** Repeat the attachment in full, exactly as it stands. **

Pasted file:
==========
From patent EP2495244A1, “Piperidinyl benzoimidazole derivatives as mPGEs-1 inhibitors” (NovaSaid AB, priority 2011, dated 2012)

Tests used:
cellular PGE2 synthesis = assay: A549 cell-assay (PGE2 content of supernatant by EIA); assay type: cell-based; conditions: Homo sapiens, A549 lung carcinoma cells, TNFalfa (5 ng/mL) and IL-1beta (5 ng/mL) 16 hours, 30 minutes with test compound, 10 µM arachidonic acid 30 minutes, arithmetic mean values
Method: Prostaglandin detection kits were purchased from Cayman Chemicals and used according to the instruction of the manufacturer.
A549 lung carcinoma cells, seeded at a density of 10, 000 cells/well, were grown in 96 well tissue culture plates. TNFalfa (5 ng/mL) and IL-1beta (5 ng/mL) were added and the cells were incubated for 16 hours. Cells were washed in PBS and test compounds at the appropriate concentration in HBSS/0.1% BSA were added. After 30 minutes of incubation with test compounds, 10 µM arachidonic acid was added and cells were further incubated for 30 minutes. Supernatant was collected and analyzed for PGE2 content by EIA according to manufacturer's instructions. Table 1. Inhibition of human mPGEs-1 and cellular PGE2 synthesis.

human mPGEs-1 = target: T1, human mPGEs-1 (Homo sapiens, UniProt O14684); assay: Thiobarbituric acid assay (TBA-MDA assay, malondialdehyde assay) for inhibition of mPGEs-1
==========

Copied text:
From patent EP2495244A1, “Piperidinyl benzoimidazole derivatives as mPGEs-1 inhibitors” (NovaSaid AB, priority 2011, dated 2012)

Tests used:
cellular PGE2 synthesis = assay: A549 cell-assay (PGE2 content of supernatant by EIA); assay type: cell-based; conditions: Homo sapiens, A549 lung carcinoma cells, TNFalfa (5 ng/mL) and IL-1beta (5 ng/mL) 16 hours, 30 minutes with test compound, 10 µM arachidonic acid 30 minutes, arithmetic mean values
Method: Prostaglandin detection kits were purchased from Cayman Chemicals and used according to the instruction of the manufacturer.
A549 lung carcinoma cells, seeded at a density of 10, 000 cells/well, were grown in 96 well tissue culture plates. TNFalfa (5 ng/mL) and IL-1beta (5 ng/mL) were added and the cells were incubated for 16 hours. Cells were washed in PBS and test compounds at the appropriate concentration in HBSS/0.1% BSA were added. After 30 minutes of incubation with test compounds, 10 µM arachidonic acid was added and cells were further incubated for 30 minutes. Supernatant was collected and analyzed for PGE2 content by EIA according to manufacturer's instructions. Table 1. Inhibition of human mPGEs-1 and cellular PGE2 synthesis.

human mPGEs-1 = target: T1, human mPGEs-1 (Homo sapiens, UniProt O14684); assay: Thiobarbituric acid assay (TBA-MDA assay, malondialdehyde assay) for inhibition of mPGEs-1